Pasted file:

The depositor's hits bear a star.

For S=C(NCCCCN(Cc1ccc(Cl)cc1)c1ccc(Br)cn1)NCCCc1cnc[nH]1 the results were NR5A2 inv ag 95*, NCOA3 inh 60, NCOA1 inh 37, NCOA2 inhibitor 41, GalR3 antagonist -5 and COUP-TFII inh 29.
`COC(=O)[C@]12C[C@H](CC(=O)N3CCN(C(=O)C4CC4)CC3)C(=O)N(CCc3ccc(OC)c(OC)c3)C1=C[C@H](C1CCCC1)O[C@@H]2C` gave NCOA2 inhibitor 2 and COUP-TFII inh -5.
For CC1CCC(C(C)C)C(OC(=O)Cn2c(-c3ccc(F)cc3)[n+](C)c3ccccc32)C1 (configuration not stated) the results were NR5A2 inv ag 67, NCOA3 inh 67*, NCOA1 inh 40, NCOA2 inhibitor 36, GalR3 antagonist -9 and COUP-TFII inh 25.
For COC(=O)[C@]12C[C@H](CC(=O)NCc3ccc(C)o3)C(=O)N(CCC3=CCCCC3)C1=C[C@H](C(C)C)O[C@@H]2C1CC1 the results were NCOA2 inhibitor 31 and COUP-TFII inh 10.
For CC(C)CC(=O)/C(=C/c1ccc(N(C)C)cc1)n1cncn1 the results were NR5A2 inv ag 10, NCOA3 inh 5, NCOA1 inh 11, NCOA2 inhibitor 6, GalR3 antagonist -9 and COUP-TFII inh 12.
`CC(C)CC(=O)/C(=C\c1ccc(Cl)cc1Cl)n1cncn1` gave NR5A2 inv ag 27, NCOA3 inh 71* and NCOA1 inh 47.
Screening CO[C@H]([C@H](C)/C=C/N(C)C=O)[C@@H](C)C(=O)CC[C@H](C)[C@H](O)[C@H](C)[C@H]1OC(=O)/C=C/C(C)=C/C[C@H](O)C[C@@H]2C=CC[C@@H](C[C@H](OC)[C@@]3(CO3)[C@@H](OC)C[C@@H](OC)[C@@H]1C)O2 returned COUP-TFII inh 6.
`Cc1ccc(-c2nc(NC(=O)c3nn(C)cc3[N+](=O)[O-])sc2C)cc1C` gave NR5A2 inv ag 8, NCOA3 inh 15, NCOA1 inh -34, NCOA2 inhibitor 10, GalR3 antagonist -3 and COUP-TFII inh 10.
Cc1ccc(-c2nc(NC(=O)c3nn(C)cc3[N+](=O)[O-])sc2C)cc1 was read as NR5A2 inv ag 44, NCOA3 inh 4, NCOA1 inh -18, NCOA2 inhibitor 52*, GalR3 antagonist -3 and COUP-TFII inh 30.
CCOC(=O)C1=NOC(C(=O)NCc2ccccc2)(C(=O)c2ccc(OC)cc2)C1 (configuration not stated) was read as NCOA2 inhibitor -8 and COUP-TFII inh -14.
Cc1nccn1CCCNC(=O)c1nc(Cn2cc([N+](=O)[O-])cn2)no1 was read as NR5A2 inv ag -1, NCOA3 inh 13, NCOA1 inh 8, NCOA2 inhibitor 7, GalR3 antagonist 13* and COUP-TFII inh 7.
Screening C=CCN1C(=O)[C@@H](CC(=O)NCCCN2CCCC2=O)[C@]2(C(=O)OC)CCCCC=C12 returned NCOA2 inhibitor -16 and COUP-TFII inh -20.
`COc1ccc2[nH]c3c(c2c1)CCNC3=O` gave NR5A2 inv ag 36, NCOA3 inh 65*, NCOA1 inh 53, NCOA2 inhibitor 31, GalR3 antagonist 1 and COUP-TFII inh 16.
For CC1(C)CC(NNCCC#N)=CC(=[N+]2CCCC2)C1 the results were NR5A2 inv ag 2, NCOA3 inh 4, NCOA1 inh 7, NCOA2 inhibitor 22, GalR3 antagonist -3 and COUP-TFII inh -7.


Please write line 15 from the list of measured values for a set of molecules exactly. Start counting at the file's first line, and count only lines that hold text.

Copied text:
For CC1(C)CC(NNCCC#N)=CC(=[N+]2CCCC2)C1 the results were NR5A2 inv ag 2, NCOA3 inh 4, NCOA1 inh 7, NCOA2 inhibitor 22, GalR3 antagonist -3 and COUP-TFII inh -7.